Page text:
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Back to the whenever….

I hadn’t really noticed it before but yesterday in Sainsburys I noted that this year’s female swimwear collection is very ’50s.

I mean I’d noticed it at the high-end but seeing it in Sainsburys shows it has reached the “Taste the Difference” lasagne munching crowds like me.

Here is the interesting thing. I’ve heard a lot in the press about this decade being like the ’80s (I liked the ’80s) and the thing about that decade is that once the New Romantics ran out of mascara the ’80s went very ’50s in terms of style. Who can forget Nick Kamen in his 501s? It just strikes me as curious. If the ’80s ponced on the ’50s and now the 2010s (where’s my jetpack!) are poncing on the ’80s which of course ponced off the ’50s then…

Well, as a serious student of popular culture (I’m just pulling on the communication cord to prevent the arrival at Middle-Age Station), I’m curious. Is there a general re-capitulation of styles every thirty years? I mean is that the product cycle here?

Just call me Marty. I was pondering a big post on decadism but it’s Sunday so the hell with it!


  1. El Draque says:

    Hmmmm . . . . maybe you’re onto something.
    Going back a further 30 years, to the 1920s, swimsuits as we know them were more or less invented, except for the bikini.
    (And short skirts, for the first time ever as far as I know.)
    And sunbathing was invented too, in Florida, but only under medical supervision (no joke, Sun Clubs really did have to have doctors on call in case of sunburn).
    Go back another generation – sorry, the trend disappears as far as swimwear is concerned.

    As far as female fashion is concerned, there is a well-known correlation with the stock market. Skirts go up with the Dow Jones. And fall with the recession.
    So maybe a larger trend is involved.

  2. John B says:

    Politically it’s back to the 70s, that is for sure. Not exactly certain on the timing. That could be a 30 or 40 year cycle. If we get breakthrough to some sanity within a year or so then it can go for a 30 year cycle.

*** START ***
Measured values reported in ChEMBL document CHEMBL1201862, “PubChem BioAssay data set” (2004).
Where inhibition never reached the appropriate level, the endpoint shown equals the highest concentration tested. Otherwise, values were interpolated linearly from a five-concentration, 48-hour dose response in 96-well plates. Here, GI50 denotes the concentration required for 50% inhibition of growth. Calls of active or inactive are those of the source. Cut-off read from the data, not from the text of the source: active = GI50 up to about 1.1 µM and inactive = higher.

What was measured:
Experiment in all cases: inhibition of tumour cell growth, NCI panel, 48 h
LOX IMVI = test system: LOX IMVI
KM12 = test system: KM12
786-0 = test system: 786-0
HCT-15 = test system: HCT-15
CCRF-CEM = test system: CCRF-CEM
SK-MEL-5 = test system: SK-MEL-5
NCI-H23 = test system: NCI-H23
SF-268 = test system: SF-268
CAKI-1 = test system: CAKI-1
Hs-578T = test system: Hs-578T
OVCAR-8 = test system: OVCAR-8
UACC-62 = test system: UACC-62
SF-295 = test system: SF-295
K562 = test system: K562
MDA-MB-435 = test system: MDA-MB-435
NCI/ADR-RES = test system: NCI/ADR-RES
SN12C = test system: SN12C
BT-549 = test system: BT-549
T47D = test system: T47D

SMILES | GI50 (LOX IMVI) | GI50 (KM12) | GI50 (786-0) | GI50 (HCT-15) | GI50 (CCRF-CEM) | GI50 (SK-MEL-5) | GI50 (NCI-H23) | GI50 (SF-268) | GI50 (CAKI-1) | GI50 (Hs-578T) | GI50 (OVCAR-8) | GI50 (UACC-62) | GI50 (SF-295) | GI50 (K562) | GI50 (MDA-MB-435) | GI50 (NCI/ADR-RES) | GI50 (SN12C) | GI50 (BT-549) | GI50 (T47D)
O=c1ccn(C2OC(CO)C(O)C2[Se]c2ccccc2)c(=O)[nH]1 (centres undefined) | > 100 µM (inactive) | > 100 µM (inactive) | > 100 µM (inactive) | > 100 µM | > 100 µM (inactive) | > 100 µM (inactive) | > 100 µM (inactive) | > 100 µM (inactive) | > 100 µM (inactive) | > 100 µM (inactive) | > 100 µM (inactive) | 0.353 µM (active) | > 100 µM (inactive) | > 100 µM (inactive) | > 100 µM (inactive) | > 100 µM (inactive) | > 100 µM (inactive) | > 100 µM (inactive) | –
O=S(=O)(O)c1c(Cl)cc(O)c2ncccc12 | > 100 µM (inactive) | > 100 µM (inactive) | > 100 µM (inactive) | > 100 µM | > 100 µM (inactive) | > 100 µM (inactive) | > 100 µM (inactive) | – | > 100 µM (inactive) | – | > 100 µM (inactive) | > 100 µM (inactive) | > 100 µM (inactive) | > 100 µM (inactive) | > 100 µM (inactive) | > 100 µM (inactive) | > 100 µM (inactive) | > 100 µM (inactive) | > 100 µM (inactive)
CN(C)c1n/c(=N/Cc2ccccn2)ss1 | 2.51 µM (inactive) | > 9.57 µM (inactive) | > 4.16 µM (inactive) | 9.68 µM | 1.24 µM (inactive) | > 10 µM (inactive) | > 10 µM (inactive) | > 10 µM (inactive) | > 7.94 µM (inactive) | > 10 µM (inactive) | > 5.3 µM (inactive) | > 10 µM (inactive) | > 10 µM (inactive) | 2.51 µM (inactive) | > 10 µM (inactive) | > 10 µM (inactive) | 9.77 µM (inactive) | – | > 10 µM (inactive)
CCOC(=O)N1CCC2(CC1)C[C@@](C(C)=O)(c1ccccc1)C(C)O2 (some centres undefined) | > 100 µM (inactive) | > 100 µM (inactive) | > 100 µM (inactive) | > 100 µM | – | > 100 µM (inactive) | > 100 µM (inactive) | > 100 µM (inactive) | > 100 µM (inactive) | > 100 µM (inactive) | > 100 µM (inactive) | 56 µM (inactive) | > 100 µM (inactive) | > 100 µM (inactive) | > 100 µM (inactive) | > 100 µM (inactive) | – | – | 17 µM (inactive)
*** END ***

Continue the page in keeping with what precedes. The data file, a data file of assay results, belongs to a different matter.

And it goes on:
While it’s amazing it took the freedom-haters even thirty years to educate people out of freedom, I suppose it’s also the point that they had to wait for an entire generation to become pensioned off or irrelevant.
    Because people had seen common sense and I do remember in the 80s that freedom had become fairly self evident.
    Only idiots thought that the Soviet Union had been on to something good.
    What’s that?

  3. Woman on a Raft says:

    “Is there a general re-capitulation of styles every thirty years?”

    Yes. For the simple reason that it takes about that it takes approximately 20 years to produce a new batch of fashionistas. Athough the 20 year olds will be setting the trends, it is the 30 year olds who have the money to buy them. That means the ones at the top end of the cohort will have been about ten years old when the themes first came out and are recalling what their mums or elder sisters wore, while the ones at the bottom end inject the new interpretations as they are coming to it fresh.

    The last genuinely new, never-seen-before tranche was 1960 where the availabilty of reasonably priced material and a determination to create a new dressing was developed by Mary Quant. However, she had her roots in Coco Chanel’s simplified sportswear (1940s, despite the war) who in turn can be seen to have traded on the simplified clothing of 1920, following WWI and the move towards giving women more physical freedom. See the 20 year markers?

    Fashion, despite what Vivienne Westwood thinks, is separate from politics but with the curious ability to be able to pre-figure it. When Elvis died in 1977 there was a remarkably sharp change over the summer from the bell-shaped last-gasp of glam rock to the rise of the punks and their theoretical opposites, the New Romantics, and both of those being flogged by the gifted joker Malcolm McLaren.

    On the one hand the New Romantics set the scene for the horrible rash of pie-crust frills which broke out around Lady Diana Spencer, while the punks expressed a genuine rage, although they didn’t know what or how. Both, note, are prescient; the New Romantics of the ‘everything will be alright’ school reached their perfect expression in the Royal Wedding Dress. The punks said everything was awful and had to change, and in the winter of 1978 everyone else agreed too, and in June 1979 the public made a choice to change.

    Fashion is like a weather vane or a wind sock; it doesn’t make the wind, but it does show you which way it is blowing before the full force of the gale gets here.

    At the present moment it is still set in the same direction it was, and that is set for serfdom. Watch the magazines and streets carefully for a dramatic change. If people suddenly start dressing very differently and changing their outlines the political change for freedom will be coming along behind.

  4. RAB says:

    Interesting stuff there Woman on a Raft.

    My take on fashion is that it is cyclic, and it takes 20 years to come around again because it takes that long to forget how dreadful it looked the last time round.
    There are only so many ways to wear clothes after all.

    Punk bin liners and ripped T shirts and everything being black, were a reaction to Paisley and bell bottoms of the previous crew, and New Romantics a reaction to Punk etc etc.